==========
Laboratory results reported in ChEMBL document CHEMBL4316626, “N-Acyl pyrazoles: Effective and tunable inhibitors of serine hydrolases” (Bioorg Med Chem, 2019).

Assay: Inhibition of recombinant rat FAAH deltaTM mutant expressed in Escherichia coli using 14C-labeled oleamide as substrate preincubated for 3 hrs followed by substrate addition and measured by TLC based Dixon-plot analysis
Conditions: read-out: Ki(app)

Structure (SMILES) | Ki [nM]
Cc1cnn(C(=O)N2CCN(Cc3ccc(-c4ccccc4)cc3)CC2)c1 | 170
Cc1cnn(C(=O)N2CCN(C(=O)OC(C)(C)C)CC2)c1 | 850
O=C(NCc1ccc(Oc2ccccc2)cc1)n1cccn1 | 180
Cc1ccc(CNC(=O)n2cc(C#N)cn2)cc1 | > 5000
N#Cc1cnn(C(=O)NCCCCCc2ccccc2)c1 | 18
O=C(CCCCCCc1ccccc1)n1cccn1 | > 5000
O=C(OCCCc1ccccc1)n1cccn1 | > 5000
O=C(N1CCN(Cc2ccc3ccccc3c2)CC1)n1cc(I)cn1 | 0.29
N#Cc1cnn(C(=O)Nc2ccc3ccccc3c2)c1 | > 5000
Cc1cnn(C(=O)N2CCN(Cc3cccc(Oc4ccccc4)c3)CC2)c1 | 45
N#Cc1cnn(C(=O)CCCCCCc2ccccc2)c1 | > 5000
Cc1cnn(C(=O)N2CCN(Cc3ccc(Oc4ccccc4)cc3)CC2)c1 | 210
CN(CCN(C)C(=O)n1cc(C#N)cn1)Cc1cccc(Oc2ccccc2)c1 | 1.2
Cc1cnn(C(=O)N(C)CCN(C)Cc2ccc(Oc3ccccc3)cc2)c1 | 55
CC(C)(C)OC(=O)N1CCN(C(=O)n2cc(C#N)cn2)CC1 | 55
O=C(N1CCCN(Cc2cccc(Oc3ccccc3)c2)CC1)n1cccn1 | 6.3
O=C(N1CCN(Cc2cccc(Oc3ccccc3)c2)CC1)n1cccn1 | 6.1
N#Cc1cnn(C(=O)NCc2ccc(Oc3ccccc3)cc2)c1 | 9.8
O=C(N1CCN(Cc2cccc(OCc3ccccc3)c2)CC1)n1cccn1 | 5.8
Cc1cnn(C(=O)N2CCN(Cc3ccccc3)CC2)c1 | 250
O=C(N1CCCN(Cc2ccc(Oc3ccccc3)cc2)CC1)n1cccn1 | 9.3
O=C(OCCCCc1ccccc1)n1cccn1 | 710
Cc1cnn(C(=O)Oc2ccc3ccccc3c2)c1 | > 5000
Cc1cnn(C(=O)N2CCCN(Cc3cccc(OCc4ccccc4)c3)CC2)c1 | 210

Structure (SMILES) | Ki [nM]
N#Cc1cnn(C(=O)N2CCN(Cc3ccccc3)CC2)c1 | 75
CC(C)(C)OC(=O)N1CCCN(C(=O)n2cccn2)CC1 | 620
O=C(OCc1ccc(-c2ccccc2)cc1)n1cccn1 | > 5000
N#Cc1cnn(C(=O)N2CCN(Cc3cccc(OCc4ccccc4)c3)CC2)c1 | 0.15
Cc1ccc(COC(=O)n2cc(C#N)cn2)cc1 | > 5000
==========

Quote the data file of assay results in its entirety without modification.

Laboratory results reported in ChEMBL document CHEMBL4316626, “N-Acyl pyrazoles: Effective and tunable inhibitors of serine hydrolases” (Bioorg Med Chem, 2019).

Assay: Inhibition of recombinant rat FAAH deltaTM mutant expressed in Escherichia coli using 14C-labeled oleamide as substrate preincubated for 3 hrs followed by substrate addition and measured by TLC based Dixon-plot analysis
Conditions: read-out: Ki(app)

Structure (SMILES) | Ki [nM]
Cc1cnn(C(=O)N2CCN(Cc3ccc(-c4ccccc4)cc3)CC2)c1 | 170
Cc1cnn(C(=O)N2CCN(C(=O)OC(C)(C)C)CC2)c1 | 850
O=C(NCc1ccc(Oc2ccccc2)cc1)n1cccn1 | 180
Cc1ccc(CNC(=O)n2cc(C#N)cn2)cc1 | > 5000
N#Cc1cnn(C(=O)NCCCCCc2ccccc2)c1 | 18
O=C(CCCCCCc1ccccc1)n1cccn1 | > 5000
O=C(OCCCc1ccccc1)n1cccn1 | > 5000
O=C(N1CCN(Cc2ccc3ccccc3c2)CC1)n1cc(I)cn1 | 0.29
N#Cc1cnn(C(=O)Nc2ccc3ccccc3c2)c1 | > 5000
Cc1cnn(C(=O)N2CCN(Cc3cccc(Oc4ccccc4)c3)CC2)c1 | 45
N#Cc1cnn(C(=O)CCCCCCc2ccccc2)c1 | > 5000
Cc1cnn(C(=O)N2CCN(Cc3ccc(Oc4ccccc4)cc3)CC2)c1 | 210
CN(CCN(C)C(=O)n1cc(C#N)cn1)Cc1cccc(Oc2ccccc2)c1 | 1.2
Cc1cnn(C(=O)N(C)CCN(C)Cc2ccc(Oc3ccccc3)cc2)c1 | 55
CC(C)(C)OC(=O)N1CCN(C(=O)n2cc(C#N)cn2)CC1 | 55
O=C(N1CCCN(Cc2cccc(Oc3ccccc3)c2)CC1)n1cccn1 | 6.3
O=C(N1CCN(Cc2cccc(Oc3ccccc3)c2)CC1)n1cccn1 | 6.1
N#Cc1cnn(C(=O)NCc2ccc(Oc3ccccc3)cc2)c1 | 9.8
O=C(N1CCN(Cc2cccc(OCc3ccccc3)c2)CC1)n1cccn1 | 5.8
Cc1cnn(C(=O)N2CCN(Cc3ccccc3)CC2)c1 | 250
O=C(N1CCCN(Cc2ccc(Oc3ccccc3)cc2)CC1)n1cccn1 | 9.3
O=C(OCCCCc1ccccc1)n1cccn1 | 710
Cc1cnn(C(=O)Oc2ccc3ccccc3c2)c1 | > 5000
Cc1cnn(C(=O)N2CCCN(Cc3cccc(OCc4ccccc4)c3)CC2)c1 | 210

Structure (SMILES) | Ki [nM]
N#Cc1cnn(C(=O)N2CCN(Cc3ccccc3)CC2)c1 | 75
CC(C)(C)OC(=O)N1CCCN(C(=O)n2cccn2)CC1 | 620
O=C(OCc1ccc(-c2ccccc2)cc1)n1cccn1 | > 5000
N#Cc1cnn(C(=O)N2CCN(Cc3cccc(OCc4ccccc4)c3)CC2)c1 | 0.15
Cc1ccc(COC(=O)n2cc(C#N)cn2)cc1 | > 5000